Snobbery and the housing crisis | The Irish Times 16th October 2018

Sir, – Fintan O’Toole’s article “Snobbery is at the root of the housing crisis” raises a very important issue and not just about housing.

Sadly snobbery is alive and well in society and it is good to be reminded of that fact. Education in the broadest sense and good example is the first step to addressing it.

Attitudinal change takes time.

Objections to proposed locations of social housing are often led by elected representatives and this gives oxygen to snobbery and social exclusion.

Your columnist writes: “The way to avoid turning public housing estates into ghettoes is not to stop building them. It is to make social housing available to a much wider range of people and to allocate it in a way that ensures that the communities that inhabit it are varied”

It is plain to see the wisdom of those words. Surely those in a position of responsibility to address the housing problem should reflect on his words and lead by example. It would benefit the wider society. – Yours, etc,

ALICE LEAHY,

Director of Services,

Alice Leahy Trust,

Bride Road,

Dublin 8.

Sectioning homeless people | The Irish Times 6th March 2018

Sir, – Why was there such surprise that a huge number of people presented for emergency beds, not on the “system” and not known to the many outreach teams? This came as no surprise to many of us working in the field.

Increasing numbers of people, mainly young men who never thought they would end up homeless, now find themselves on the streets. We know there are people hidden away in squats, cars, bushes, tents, etc, because they call to us daily, with many coming from outside this jurisdiction. Some people feel the pressure to conform or fit in, but wish to remain private and therefore are unable to access accommodation as a consequence. The challenges some people pose have been downplayed. Building relationships with people requires a lot of time and understanding. Sometimes the only way society can cope with challenging behaviour is by locking people away in prison or psychiatric institutions. A number of people were sectioned last week “for their own safety”. Sectioning someone has huge implications. Who would wish to see poverty or exclusion in other forms medicalised or people locked away if even for a short period and all that that implies?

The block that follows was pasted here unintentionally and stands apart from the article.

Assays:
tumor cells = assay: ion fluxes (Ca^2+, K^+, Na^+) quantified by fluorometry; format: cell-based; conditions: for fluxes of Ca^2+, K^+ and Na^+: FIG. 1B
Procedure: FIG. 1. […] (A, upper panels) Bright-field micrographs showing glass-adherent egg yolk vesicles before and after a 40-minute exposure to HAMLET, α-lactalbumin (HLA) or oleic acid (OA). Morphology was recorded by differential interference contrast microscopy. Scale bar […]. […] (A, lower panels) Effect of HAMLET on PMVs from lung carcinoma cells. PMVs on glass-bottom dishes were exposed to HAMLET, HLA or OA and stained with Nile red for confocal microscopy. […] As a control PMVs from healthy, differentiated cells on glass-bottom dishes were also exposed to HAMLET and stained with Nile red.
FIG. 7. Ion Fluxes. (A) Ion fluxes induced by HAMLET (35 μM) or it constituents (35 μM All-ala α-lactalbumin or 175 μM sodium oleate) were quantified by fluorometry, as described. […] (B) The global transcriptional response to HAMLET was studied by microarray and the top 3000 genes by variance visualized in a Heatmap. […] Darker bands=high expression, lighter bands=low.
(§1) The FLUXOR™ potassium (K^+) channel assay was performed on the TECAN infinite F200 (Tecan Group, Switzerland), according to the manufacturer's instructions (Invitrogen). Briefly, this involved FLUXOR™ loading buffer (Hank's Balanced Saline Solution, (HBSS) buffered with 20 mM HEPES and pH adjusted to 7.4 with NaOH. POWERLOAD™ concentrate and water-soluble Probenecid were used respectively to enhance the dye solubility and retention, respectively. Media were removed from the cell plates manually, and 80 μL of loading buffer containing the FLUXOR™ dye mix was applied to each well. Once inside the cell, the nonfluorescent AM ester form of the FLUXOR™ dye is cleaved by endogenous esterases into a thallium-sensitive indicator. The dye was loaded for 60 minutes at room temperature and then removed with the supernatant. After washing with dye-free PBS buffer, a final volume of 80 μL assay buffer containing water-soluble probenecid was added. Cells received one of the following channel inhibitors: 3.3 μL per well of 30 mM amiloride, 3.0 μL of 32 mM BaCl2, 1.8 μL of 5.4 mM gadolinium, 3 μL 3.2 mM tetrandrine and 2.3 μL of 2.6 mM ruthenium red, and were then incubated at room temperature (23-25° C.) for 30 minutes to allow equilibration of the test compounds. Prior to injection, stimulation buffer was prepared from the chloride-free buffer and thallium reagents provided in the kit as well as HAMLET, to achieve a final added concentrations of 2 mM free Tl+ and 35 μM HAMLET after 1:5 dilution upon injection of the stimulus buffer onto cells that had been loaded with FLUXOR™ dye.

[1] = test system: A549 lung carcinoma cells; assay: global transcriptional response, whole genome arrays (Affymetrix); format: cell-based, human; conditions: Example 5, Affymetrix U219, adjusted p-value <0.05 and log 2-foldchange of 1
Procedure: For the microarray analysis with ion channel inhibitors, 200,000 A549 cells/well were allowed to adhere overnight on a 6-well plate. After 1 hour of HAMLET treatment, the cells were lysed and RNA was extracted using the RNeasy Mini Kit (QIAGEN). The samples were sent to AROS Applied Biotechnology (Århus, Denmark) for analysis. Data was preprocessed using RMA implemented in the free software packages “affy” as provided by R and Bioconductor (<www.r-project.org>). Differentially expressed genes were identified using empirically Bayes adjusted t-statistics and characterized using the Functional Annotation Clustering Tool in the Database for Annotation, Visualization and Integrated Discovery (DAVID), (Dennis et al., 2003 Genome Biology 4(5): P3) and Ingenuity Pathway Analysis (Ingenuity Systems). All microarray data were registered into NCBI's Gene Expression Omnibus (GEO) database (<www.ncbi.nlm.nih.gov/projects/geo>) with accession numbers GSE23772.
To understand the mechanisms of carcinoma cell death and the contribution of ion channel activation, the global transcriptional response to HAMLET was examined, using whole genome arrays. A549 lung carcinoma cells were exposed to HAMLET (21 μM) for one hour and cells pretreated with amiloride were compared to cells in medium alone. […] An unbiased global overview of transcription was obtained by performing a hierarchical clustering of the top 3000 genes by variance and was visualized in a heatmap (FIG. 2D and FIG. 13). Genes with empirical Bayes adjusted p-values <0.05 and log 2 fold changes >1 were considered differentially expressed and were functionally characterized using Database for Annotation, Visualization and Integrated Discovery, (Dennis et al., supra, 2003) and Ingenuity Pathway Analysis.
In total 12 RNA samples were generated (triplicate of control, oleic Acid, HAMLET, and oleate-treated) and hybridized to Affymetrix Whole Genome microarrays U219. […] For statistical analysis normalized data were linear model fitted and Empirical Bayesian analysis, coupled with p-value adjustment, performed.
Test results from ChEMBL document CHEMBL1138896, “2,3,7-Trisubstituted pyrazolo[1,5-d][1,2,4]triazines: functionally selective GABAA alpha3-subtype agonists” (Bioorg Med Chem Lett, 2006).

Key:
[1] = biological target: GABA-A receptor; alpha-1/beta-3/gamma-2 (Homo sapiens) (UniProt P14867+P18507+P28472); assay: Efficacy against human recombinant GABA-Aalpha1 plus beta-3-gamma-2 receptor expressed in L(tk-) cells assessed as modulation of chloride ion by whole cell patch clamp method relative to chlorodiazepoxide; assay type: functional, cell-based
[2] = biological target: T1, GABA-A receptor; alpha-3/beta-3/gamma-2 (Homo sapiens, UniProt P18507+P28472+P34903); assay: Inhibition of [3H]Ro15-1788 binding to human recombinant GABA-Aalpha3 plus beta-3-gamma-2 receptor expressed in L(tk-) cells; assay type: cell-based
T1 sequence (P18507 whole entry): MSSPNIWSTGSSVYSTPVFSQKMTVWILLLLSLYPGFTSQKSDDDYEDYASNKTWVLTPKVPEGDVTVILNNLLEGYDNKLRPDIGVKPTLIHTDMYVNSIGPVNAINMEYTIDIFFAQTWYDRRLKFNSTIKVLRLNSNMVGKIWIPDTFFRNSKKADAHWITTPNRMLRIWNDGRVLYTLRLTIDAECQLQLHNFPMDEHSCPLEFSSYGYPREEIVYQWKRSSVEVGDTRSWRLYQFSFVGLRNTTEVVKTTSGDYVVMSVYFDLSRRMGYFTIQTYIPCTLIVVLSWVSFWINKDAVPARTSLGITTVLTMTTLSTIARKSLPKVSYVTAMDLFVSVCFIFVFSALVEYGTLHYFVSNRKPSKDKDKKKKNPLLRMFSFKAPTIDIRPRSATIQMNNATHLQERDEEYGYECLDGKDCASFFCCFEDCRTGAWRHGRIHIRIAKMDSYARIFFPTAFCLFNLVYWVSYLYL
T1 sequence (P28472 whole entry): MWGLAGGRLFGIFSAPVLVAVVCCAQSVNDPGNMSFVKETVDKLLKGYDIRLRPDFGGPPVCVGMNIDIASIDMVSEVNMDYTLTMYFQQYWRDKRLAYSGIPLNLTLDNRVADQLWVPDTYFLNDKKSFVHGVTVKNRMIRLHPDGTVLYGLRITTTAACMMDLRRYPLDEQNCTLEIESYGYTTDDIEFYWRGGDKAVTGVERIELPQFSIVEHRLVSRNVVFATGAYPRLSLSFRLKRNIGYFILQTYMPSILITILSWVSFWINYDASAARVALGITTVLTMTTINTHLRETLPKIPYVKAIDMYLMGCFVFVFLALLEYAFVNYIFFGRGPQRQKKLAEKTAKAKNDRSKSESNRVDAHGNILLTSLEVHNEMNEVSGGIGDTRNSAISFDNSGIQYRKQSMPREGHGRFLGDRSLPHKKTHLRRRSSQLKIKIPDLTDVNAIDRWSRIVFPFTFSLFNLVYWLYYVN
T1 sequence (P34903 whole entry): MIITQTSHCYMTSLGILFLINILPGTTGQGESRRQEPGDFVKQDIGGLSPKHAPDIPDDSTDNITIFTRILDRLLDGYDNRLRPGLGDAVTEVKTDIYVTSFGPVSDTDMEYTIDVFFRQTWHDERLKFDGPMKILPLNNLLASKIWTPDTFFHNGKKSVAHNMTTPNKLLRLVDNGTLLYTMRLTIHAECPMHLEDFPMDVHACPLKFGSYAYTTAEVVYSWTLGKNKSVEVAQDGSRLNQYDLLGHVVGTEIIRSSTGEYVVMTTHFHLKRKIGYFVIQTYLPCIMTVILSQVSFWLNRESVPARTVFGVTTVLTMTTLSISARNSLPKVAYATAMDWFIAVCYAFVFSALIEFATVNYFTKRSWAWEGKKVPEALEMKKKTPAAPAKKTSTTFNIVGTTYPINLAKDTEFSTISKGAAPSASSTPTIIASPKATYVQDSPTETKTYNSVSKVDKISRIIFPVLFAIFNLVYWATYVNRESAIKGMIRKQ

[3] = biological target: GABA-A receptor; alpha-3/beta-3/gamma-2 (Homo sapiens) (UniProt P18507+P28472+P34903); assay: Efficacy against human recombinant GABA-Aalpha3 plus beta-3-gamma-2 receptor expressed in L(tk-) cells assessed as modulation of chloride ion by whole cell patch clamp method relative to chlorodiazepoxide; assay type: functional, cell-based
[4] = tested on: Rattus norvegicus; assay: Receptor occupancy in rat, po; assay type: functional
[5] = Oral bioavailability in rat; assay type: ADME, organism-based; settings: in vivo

Our nation’s history of dealing with challenging people and behaviours in the recent past has been well documented and condemned widely. This could well be repeated if a broad-based debate does not take place, sooner rather than later, about people’s rights in this area. There are many people who have great difficulty coping with life and some people have mental health issues. Other people clearly have a different way of viewing the world and that should be respected.

Is it ever possible to protect people from themselves? – Yours, etc,

ALICE LEAHY,

Director of Services,

Alice Leahy Trust,

Bride Road,

Dublin 8.

Always a place for practical experience | The Irish Times 28th Feb 2018

Sir, – Sir Ken Robinson’s point that “the problem with that preoccupation of a certain style of education is that it marginalises a great many of the other abilities and talents that kids have, and that they’ll need now and in the future” is welcome and timely (Carl O’Brien, “Parents warned of obsession with sending children to university”, News, February 23rd).

From what we see every day an increasing number of people feel pressurised to do a masters to succeed and get on the “employment ladder”. The hands-on work required to encourage human contact is in danger of being misunderstood and devalued at many levels when research is being carried out to plan services, not just to people who are marginalised. This is having a profound effect on the quality of compassionate care that is so essential to the quality of life of so many in need of care and assistance and those struggling to provide it.

In the recent past I had the opportunity to meet a number of diverse groups, from primary school students, graduates and people going through the “University of Life”! The challenging questions posed and the energy and enthusiasm of the young children I met in a small, rural primary school in my home county of Tipperary were breathtaking. I left saying to their wonderful young teacher, “I wish our politicians, academics and planners of services would ask the same questions and have the same level of energy and enthusiasm”. – Yours, etc,

ALICE LEAHY,

Director of Services,

Alice Leahy Trust,

Bride Road,

Dublin 8.